The government requires fabric checkout bags that are used to replace single-use plastic bags to be durable, meaning they will not break or tear if used to carry 10 kilograms over a distance of 53 metres, 100 times, and be capable of being washed in the laundry machine.
Single-use plastic cutlery
Canada now bans single-use plastic forks, knives, spoons, sporks or chopsticks that contain polystyrene or polyethylene, or changes their physical properties after being run through a dishwasher 100 times.
Reusable plastic cutlery that is not made from polystyrene or polyethylene and can withstand being washed in a dishwasher 100 times is allowed.
Single-use plastic foodservice ware
Food containers and cups that are made entirely or in part from plastics are banned, as well as those that contain expanded polystyrene foam, extruded polystyrene foam, polyvinyl chloride and a black plastic produced through the partial or incomplete combustion of hydrocarbons or an oxo-degradable plastic.
Canadians will also not be able to buy single-use plastic cups, plates and bowls after the prohibition on sale comes into force in December 2023.
Plastic trays used for storing raw meat, fish and vegetables wrapped in plastic film, and pre-cooked food packaged in flexible plastic packaging are not affected by the ban.
The ban is not affecting containers used for the long-term storage of food such as peanut butter, apple sauce, olives or nuts.
Cups or containers used by hospitals and care institutions for providing medication to patients are also not prohibited.
Paper and fibre-based coffee cups with a plastic lining that do not contain one of the prohibited plastic are acceptable.
Foodservice wares that are made from non-prohibited kinds of recyclable plastics, non-conventional or compostable plastics are also allowed.
Single-use plastic ring carriers
The manufacture and import of single-use plastic ring carriers that are designed to surround beverage containers to carry them together will be banned in June 2023.
Plastic ring carriers can be stretched out of shape and have typically been made from low-density polyethylene.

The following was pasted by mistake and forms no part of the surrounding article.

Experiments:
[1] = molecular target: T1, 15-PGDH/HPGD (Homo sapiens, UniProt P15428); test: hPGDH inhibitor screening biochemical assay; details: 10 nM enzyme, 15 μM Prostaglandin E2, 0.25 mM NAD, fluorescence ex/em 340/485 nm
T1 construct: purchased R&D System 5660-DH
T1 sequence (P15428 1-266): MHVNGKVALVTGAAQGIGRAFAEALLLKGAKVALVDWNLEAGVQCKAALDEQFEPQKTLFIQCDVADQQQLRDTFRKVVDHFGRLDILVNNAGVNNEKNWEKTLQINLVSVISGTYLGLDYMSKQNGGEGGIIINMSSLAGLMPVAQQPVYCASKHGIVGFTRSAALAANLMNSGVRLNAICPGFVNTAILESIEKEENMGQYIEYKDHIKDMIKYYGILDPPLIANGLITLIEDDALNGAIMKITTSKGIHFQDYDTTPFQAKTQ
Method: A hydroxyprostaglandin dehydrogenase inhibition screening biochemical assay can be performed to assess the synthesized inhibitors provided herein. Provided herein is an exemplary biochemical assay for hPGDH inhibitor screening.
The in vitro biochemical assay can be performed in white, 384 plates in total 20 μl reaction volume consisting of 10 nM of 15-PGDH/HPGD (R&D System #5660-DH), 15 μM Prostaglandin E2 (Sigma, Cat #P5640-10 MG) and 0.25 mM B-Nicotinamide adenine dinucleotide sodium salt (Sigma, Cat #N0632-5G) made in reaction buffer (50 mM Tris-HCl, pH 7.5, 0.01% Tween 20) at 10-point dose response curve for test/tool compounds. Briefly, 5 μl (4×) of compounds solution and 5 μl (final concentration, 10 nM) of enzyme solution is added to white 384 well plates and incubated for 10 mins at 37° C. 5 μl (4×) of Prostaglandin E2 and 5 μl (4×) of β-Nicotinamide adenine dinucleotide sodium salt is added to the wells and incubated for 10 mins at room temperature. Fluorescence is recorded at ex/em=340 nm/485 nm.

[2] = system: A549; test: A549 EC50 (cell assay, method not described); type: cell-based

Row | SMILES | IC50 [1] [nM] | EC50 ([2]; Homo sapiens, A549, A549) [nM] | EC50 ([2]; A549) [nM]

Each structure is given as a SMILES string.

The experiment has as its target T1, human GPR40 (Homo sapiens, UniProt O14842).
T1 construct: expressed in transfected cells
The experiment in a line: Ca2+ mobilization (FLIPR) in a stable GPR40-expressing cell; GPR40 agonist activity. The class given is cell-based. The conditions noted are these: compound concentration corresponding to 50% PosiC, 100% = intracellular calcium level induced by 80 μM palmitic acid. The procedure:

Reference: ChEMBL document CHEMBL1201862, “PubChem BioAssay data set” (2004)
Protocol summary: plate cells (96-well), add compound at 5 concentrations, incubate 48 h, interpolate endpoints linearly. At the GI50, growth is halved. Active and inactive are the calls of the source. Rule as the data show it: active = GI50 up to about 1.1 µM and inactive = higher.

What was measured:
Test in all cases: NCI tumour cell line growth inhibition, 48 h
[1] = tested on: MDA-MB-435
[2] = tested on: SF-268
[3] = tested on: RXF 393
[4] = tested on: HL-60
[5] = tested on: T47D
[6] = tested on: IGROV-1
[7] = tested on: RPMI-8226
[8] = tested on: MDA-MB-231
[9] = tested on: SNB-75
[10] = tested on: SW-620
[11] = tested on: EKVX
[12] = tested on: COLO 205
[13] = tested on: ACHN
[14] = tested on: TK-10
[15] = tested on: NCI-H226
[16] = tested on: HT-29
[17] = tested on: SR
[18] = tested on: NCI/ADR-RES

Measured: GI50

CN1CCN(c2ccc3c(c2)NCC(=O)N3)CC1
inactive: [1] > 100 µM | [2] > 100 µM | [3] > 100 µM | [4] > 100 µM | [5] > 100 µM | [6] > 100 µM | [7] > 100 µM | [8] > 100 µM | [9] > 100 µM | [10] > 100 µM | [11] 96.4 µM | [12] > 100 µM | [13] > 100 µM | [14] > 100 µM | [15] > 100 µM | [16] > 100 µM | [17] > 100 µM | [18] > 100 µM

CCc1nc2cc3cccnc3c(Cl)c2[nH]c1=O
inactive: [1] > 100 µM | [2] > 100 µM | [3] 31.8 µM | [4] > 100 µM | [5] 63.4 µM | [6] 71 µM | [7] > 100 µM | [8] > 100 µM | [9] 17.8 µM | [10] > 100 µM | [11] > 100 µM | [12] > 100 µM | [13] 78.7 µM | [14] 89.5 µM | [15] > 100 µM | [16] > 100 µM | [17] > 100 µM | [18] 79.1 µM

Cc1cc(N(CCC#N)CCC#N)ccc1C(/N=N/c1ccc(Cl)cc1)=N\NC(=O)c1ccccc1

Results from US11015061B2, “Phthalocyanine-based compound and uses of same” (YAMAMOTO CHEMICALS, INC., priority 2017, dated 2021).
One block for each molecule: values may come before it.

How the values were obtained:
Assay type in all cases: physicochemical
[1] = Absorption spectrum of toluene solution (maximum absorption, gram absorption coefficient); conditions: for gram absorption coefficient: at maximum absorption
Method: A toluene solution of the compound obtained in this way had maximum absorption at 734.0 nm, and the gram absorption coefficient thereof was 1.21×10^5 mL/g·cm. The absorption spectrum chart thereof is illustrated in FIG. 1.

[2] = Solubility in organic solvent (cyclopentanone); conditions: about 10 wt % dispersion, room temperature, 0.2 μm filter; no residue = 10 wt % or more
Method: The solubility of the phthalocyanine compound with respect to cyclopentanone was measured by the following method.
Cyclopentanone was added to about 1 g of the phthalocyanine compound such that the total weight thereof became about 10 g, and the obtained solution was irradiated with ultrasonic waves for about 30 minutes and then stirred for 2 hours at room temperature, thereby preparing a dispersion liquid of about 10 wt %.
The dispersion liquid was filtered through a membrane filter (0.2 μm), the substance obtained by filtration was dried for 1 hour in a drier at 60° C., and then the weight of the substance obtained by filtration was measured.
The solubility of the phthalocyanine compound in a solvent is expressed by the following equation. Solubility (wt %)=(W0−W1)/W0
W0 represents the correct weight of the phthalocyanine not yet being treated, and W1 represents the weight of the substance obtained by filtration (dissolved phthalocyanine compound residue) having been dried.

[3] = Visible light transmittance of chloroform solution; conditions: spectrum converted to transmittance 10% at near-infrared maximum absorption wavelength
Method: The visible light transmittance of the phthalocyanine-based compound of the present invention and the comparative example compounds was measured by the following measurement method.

However, rigid plastic beverage holders are not prohibited as they do not have deformable rings or bands surrounding the beverage container.
The restrictions on the import and manufacture of ring carriers will come into effect in June 2023, with a full ban on sales a year later.
Single-use plastic stir sticks
All types of plastic stir sticks, which are designed to stir or mix beverages, are banned in Canada.
Stir sticks that are designed to prevent a beverage from spilling or dripping out of the lid of a cup are also banned.
Single-use plastic straws
Plastic drinking straws that contain polystyrene or polyethylene or cannot withstand going through the dishwasher 100 times are prohibited under the regulation.
Plastic straws that are attached to or sold with juice boxes, bags or pouches are also prohibited.
Manufacture and import of single-use flexible straws, which are single-use plastic straws that are bendable and maintain their position at various angles, are allowed.
Flexible straws are considered more accessible than straight straws as they can bend and maintain their position.
Canadians are allowed to offer single-use plastic flexible straws to others in a family or social situation.
Hospitals, medical facilities and other care institutions are allowed to offer plastic flexible straws to their patients or residents.
Under the new ban, selling plastic flexible straws is a bit more complicated, in which retailers are required to keep plastic flexible straws out of customers’ view, but they may sell a package of 20 or more single-use plastic flexible straws upon customers’ requests.
Retailers are allowed to sell beverage containers with a plastic flexible straw attached until June 20, 2024.
When requesting the purchase of plastic flexible straws from a retailer, Canadians do not need to provide any documentation in order to purchase them and stores are not required to ask customers if they have disability or accessibility needs.